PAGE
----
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O, meet me in the valley, Katy, darling,

And our vows of love we'll pledge tonight.

Faith, I'm smiling at your fears, Katy, darling,

Then you say you never can be mine

I've sworn by heaven, Katy, darling, That this heart, love, alone was thine I The sun is sweetly shining,

With his face so clear and bright, O, come to your lover, Katy, darling, Ere the morning change into night.

THE BOYS OF KILKENNY.

O, THE boys of Kilkenny, are brave roving blades,

And if ever they meet with the nice little maids,

They'll kiss them, and coax them, and spend their money free,

And of all towns in Ireland, Kilkenny

for me.

And of all towns, etc.

In the town of Kilkenny there runs a clear stream,

In the town of Kilkenny there dwells a pretty dame;

Her cheeks are like roses, her lips much the same,

Like a dish of fresh strawberries smothered in cream.

Fal de ral, etc.

Her eyes are as black as Kilkenny's large coal,

Which through my poor bosom have burned a big hole;

Her mind, like its rivers, is mild, clear and pure,

But her heart is more hard than its marble, I'm sure.

Fal de ral, etc.

Kilkenny's a pretty town, and shines where it stands,

And the more I think on it, the more my heart warms;

For if I was in Kilkenny, I'd think myself at home,

For its there I'd get sweethearts, but

here I get none.

Fal de ral, etc.

COLLEEN DHAS CRUTHIN AMOE. THE beam on the streamlet was playing, The dewdrop still hung on the thorn, When a blooming young couple wa straying,

To taste the mild fragrance of morn. He sighed as he breathed forth his ditty, And she felt her breast softly to grow; O, look on your lover with pity,

Ma Colleen dhas Cruthin Amoe.

Whilst green is yon bank's mossy pillow, Or evening shall weep the soft tear, Or the streamlet shall steal 'neath the

willow,

So long shall thy image be dear. O, fly to these arms for protection, If pierced by the arrow of woe, Then smile on my tender affection,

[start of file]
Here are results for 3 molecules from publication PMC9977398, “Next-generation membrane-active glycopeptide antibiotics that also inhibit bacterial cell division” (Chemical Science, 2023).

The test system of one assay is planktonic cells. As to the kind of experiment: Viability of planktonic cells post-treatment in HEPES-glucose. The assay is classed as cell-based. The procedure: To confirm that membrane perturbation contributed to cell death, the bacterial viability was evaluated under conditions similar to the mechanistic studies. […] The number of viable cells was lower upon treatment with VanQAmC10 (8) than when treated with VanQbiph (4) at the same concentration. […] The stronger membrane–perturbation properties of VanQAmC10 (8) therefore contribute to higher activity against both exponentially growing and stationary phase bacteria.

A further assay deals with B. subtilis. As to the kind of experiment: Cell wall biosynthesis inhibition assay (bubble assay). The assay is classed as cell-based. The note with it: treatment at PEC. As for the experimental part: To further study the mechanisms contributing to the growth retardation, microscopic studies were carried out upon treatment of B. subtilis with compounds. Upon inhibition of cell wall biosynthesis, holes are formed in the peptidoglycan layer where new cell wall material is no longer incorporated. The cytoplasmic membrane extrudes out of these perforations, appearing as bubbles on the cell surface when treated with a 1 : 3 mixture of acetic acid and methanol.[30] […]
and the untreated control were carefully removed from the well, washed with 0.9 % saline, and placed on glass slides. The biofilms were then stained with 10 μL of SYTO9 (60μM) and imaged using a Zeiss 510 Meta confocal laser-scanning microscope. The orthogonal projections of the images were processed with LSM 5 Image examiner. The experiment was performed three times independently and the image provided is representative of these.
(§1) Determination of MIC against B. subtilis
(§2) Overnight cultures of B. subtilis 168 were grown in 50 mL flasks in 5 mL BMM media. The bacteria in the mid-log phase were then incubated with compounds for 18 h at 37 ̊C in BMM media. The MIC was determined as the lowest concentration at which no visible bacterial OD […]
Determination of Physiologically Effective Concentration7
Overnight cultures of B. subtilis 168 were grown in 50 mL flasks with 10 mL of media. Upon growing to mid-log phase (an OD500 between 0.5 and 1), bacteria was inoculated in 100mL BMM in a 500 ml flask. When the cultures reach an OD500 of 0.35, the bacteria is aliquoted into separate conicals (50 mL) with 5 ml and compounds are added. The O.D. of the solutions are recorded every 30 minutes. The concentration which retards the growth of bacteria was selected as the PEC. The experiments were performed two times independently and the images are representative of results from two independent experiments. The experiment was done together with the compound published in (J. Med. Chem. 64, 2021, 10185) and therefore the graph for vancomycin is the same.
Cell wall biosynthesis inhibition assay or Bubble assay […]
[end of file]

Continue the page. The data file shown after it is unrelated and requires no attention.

Ma Colleen dhas Cruthin Amoe. She sighed as his ditty was ended,

Her heart was too full to reply; O, joy and compassion was blended,

To light the inild beam of my eye. He kissed her soft hand: what above thee,

Could heaven, in its bounty, bestow? He kissed her soft cheek: O, I love thee, Ma Colleen dhas Cruthin Amoe.

O, ERIN, MY COUNTRY! MY HEART BEATS FOR THEE.

O, ERIN, my country! though strangers may roam

The hills and the valleys I once called my own,

Thy lakes and thy mountains no longer I see,

Yet warmly as ever my heart beats for thee.

O cushlamachree,

My heart beats for thee,
Erin! Erin! my heart beats for
thee.

Though years have rolled over since last time we met,

Yet lived I a thousand I could not forget

The true hearts that loved me,

eyes that shone

Like stars in the heavens, of days that are gone.

the bright

O cushlamachree, etc.

Dear home of my youth, I may see thee

no more; Yet memory treasures the bright days of yore,

And my heart's latest wish, the last sigh of my breast,

Shall be given to thee, dearest land of the west.

O cushlamachree, etc.

THE BLACKBIRD.

UPON a fair morning for soft recreation, I heard a fair lady making great moan, With sighing, and sobbing, and sad lamentation,

Saying, my blackbird most royal is
flown;

My thoughts they deceive me,
Reflection doth grieve me,

And I'm overburdened with sad misery;
Yet if death it should blind me,
As true love inclines me,

My blackbird I'll seek out wherever he be.

Once in fair England my blackbird did flourish;

He was the chief flower that in it did

spring,

Prime ladies of honor his person did

nourish,

Because that he was the true son of a

king;

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